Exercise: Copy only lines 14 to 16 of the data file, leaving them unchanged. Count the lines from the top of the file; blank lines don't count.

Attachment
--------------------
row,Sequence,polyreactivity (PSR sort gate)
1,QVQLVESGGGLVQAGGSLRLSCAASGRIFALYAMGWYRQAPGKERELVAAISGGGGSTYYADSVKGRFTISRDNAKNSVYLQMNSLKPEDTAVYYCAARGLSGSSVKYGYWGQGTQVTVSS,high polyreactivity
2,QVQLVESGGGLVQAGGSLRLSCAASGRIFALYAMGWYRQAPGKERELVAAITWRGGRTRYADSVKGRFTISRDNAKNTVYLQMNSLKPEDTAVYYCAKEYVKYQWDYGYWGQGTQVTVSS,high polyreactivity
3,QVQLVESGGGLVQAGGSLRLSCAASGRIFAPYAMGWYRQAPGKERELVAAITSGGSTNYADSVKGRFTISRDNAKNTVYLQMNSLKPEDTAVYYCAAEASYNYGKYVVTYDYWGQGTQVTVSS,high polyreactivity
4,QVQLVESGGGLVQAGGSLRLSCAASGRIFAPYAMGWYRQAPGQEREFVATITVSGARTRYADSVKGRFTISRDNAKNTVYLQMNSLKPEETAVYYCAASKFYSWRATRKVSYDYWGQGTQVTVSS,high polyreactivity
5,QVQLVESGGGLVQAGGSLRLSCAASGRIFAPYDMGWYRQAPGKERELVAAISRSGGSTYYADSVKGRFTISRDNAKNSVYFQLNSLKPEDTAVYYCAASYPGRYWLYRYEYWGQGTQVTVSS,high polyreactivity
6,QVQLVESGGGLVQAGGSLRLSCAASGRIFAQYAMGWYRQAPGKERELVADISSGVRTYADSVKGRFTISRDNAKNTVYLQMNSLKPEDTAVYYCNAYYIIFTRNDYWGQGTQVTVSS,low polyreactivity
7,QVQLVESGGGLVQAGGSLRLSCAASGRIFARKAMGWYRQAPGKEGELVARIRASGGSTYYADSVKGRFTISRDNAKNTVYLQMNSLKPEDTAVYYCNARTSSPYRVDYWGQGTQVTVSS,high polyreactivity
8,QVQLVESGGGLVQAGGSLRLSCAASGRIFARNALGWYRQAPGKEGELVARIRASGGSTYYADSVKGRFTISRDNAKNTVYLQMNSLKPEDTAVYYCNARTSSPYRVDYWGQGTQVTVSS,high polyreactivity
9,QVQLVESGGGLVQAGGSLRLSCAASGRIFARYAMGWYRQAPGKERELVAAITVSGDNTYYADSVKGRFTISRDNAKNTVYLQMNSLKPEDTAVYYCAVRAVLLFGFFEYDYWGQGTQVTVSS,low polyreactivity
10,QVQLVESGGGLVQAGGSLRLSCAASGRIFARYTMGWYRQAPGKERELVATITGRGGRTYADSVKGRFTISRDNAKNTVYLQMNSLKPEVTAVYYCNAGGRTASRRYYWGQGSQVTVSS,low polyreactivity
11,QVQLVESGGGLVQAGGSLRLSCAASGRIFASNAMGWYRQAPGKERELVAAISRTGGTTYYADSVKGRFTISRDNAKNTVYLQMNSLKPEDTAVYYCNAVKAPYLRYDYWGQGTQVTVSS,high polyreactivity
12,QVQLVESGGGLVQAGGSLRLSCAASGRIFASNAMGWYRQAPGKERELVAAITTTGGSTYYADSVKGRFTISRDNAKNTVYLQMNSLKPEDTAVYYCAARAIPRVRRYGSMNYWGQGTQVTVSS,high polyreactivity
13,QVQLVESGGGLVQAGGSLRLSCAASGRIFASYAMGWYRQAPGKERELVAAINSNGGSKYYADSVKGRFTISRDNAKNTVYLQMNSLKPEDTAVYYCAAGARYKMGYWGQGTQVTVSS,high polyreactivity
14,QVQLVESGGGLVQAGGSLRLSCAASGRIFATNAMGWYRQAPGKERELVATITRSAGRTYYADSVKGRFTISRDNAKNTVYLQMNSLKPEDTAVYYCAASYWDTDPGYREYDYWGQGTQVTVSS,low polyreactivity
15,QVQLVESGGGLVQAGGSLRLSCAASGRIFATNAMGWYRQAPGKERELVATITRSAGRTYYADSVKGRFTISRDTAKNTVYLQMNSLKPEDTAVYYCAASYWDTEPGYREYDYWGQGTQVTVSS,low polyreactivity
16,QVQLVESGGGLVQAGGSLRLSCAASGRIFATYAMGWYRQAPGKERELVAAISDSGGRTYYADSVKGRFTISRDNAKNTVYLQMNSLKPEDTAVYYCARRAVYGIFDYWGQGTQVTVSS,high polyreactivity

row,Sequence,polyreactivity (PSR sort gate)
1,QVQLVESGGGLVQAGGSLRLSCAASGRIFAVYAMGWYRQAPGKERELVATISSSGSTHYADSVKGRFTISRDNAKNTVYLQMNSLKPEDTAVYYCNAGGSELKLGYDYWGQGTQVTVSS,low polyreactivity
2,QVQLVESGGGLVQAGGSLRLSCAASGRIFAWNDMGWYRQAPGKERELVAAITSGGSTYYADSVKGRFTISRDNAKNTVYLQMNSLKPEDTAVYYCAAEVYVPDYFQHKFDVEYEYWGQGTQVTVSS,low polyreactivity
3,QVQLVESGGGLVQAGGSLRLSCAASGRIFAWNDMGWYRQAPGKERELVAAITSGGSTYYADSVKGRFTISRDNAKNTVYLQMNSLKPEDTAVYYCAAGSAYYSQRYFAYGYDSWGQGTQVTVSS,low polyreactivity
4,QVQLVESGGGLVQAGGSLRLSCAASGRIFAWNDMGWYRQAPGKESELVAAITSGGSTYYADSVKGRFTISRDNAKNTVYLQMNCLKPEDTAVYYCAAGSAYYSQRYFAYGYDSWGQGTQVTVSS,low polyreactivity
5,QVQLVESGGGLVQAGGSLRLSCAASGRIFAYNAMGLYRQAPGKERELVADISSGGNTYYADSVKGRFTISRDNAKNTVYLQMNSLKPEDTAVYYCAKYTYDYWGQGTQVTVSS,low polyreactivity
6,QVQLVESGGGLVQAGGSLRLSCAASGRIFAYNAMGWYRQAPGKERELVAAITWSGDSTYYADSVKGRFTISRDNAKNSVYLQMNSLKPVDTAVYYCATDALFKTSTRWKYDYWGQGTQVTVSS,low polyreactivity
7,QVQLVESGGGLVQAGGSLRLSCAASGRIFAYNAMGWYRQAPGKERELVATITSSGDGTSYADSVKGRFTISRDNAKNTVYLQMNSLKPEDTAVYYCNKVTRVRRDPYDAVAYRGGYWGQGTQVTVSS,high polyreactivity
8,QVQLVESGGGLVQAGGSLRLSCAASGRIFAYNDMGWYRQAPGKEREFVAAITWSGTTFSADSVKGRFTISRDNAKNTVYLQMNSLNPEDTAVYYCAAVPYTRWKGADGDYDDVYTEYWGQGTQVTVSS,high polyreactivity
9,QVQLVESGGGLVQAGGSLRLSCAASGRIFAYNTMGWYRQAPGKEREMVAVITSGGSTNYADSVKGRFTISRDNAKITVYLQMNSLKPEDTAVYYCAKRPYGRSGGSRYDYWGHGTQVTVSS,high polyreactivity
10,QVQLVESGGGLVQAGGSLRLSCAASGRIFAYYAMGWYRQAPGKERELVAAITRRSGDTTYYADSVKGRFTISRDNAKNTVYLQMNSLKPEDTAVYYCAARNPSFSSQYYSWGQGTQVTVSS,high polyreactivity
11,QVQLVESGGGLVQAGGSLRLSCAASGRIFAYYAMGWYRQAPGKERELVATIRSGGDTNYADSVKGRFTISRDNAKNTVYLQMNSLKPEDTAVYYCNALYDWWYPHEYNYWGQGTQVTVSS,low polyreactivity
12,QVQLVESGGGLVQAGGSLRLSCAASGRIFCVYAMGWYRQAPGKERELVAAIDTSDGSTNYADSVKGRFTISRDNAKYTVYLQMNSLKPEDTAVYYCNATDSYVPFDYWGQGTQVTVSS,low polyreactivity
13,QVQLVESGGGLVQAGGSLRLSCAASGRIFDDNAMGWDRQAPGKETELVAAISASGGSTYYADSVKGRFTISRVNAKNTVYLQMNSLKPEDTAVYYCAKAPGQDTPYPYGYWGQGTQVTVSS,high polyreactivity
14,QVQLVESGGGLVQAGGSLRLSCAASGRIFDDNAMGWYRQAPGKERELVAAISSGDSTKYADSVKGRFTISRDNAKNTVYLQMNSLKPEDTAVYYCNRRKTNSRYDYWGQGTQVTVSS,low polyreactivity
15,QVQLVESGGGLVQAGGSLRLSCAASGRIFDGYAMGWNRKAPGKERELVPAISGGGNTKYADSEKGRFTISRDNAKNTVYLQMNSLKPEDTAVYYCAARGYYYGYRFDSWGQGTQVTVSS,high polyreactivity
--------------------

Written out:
13,QVQLVESGGGLVQAGGSLRLSCAASGRIFASYAMGWYRQAPGKERELVAAINSNGGSKYYADSVKGRFTISRDNAKNTVYLQMNSLKPEDTAVYYCAAGARYKMGYWGQGTQVTVSS,high polyreactivity
14,QVQLVESGGGLVQAGGSLRLSCAASGRIFATNAMGWYRQAPGKERELVATITRSAGRTYYADSVKGRFTISRDNAKNTVYLQMNSLKPEDTAVYYCAASYWDTDPGYREYDYWGQGTQVTVSS,low polyreactivity
15,QVQLVESGGGLVQAGGSLRLSCAASGRIFATNAMGWYRQAPGKERELVATITRSAGRTYYADSVKGRFTISRDTAKNTVYLQMNSLKPEDTAVYYCAASYWDTEPGYREYDYWGQGTQVTVSS,low polyreactivity